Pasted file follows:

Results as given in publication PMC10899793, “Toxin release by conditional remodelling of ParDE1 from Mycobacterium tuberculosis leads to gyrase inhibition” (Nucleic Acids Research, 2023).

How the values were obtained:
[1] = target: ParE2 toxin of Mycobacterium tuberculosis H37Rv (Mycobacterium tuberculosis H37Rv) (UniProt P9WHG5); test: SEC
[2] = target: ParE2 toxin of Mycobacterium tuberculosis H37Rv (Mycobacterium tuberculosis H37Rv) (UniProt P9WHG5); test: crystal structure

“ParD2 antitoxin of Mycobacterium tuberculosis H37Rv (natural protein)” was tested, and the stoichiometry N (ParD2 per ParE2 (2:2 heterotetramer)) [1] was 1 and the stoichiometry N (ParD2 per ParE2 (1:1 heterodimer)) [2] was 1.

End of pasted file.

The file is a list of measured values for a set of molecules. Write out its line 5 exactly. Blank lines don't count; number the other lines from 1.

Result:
“ParD2 antitoxin of Mycobacterium tuberculosis H37Rv (natural protein)” was tested, and the stoichiometry N (ParD2 per ParE2 (2:2 heterotetramer)) [1] was 1 and the stoichiometry N (ParD2 per ParE2 (1:1 heterodimer)) [2] was 1.